Association of serum phosphorus level with anemia in kidney transplant recipients.
BACKGROUND: Anemia and mineral and bone disorders (MBD) are both important and common complications in kidney transplant recipients. Studies in patients with chronic kidney disease indicated a possible independent association of higher serum phosphorus with anemia, but similar associations have not been examined in kidney transplant recipients. We hypothesized that higher serum phosphorus is associated with anemia independent of other components of MBD. METHODS: We examined the association of serum phosphorus with hemoglobin level and the prevalence of anemia in a prevalent cohort of 992 kidney transplant recipients in a single outpatient transplant center. Associations were examined in linear and logistic regression models with adjustment for demographic and comorbid conditions for various known risk factors of anemia, including measures of iron deficiency, inflammation, and components of MBD including serum levels of 25(OH) vitamin D, parathyroid hormone, and fibroblast growth factor 23. RESULTS: In multivariable adjusted regression models, a 1 standard deviation (0.8 mg/dL) higher serum phosphorus level was associated with 0.26 g/dL lower blood hemoglobin concentration (95% confidence intervals -0.36 to -0.15, P<0.001) and with an odds ratio for anemia of 1.77 (95% confidence intervals 1.33-2.37, P<0.001). These associations were consistent across the entire spectrum of the physiologic serum phosphorus concentration and were more accentuated in patients with lower estimated glomerular filtration rate. CONCLUSIONS: Higher serum phosphorus is independently associated with anemia in kidney transplant recipients.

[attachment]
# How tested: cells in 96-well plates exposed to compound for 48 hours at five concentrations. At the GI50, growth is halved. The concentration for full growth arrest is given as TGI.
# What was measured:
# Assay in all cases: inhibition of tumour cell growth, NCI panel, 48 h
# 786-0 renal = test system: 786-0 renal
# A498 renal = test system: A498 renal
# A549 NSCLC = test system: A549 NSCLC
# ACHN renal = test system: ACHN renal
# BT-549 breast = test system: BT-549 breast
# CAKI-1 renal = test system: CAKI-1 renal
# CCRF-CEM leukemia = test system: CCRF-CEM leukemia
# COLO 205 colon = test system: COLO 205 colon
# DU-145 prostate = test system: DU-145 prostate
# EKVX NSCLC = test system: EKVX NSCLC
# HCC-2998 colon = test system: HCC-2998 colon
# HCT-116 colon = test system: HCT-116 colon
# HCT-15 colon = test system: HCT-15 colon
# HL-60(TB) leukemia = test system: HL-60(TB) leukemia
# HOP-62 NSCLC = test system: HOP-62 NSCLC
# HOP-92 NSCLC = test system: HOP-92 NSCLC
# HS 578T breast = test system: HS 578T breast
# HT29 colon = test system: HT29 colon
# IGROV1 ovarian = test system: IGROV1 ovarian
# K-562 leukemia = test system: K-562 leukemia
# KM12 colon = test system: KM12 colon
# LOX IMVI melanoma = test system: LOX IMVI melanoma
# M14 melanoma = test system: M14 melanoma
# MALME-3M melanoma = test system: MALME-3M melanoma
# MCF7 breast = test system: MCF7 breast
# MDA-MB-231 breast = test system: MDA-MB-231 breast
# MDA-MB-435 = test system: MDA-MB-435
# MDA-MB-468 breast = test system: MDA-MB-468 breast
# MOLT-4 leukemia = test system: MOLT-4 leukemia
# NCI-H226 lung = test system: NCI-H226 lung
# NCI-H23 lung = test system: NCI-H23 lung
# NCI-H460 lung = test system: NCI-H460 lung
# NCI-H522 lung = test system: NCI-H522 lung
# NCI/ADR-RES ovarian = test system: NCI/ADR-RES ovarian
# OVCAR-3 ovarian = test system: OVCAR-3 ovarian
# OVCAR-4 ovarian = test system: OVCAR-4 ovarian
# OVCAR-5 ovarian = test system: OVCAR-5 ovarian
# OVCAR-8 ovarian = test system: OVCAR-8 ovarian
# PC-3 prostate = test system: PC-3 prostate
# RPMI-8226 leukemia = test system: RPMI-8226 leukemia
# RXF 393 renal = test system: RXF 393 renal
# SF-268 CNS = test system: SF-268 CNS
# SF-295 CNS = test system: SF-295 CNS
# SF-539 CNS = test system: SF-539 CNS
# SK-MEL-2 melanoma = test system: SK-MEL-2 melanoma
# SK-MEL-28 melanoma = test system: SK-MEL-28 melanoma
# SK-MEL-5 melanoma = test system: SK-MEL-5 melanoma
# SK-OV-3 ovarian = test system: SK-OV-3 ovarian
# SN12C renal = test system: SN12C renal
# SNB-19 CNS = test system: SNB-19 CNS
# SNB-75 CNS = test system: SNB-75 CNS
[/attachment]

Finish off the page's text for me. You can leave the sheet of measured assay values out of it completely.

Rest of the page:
Kovesdy, CP; Mucsi, I; Czira, ME; Rudas, A; Ujszaszi, A; Rosivall, L; Kim, SJ; Wolf, M; Molnar, MZ
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